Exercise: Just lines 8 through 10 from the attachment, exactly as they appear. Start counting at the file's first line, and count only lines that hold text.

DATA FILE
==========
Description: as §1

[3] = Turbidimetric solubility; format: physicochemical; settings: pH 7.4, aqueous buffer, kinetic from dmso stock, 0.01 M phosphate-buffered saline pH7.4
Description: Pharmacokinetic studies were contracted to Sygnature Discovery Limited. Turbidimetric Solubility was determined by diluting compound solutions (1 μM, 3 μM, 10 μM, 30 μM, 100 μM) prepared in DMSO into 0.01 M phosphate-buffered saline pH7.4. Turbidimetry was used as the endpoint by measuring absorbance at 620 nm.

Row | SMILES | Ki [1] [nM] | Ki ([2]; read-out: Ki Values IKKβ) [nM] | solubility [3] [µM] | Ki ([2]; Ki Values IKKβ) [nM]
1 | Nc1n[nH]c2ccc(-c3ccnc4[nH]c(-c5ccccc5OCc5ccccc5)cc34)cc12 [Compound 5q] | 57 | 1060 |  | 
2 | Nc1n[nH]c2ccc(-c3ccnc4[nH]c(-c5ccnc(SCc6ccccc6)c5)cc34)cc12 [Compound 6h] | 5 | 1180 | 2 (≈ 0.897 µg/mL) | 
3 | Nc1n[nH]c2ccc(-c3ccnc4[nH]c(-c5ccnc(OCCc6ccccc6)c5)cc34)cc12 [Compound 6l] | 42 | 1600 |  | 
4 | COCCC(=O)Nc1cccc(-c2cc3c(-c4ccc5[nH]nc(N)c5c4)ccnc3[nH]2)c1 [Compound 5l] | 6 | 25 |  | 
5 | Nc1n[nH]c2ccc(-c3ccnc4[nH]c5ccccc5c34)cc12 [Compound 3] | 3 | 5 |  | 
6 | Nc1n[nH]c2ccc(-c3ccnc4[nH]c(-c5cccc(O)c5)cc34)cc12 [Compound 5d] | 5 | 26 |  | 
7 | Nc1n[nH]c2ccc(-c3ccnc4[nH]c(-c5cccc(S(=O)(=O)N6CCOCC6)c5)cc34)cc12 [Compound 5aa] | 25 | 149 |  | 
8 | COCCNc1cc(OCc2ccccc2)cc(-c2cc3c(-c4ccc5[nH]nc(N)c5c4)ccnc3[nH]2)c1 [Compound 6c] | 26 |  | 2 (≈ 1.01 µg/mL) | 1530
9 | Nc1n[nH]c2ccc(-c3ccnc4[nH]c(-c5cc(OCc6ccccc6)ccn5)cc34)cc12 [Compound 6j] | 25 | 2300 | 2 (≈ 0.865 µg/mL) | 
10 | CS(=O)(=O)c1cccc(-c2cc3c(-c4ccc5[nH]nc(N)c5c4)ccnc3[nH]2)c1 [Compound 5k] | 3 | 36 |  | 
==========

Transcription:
4 | COCCC(=O)Nc1cccc(-c2cc3c(-c4ccc5[nH]nc(N)c5c4)ccnc3[nH]2)c1 [Compound 5l] | 6 | 25 |  | 
5 | Nc1n[nH]c2ccc(-c3ccnc4[nH]c5ccccc5c34)cc12 [Compound 3] | 3 | 5 |  | 
6 | Nc1n[nH]c2ccc(-c3ccnc4[nH]c(-c5cccc(O)c5)cc34)cc12 [Compound 5d] | 5 | 26 |  | 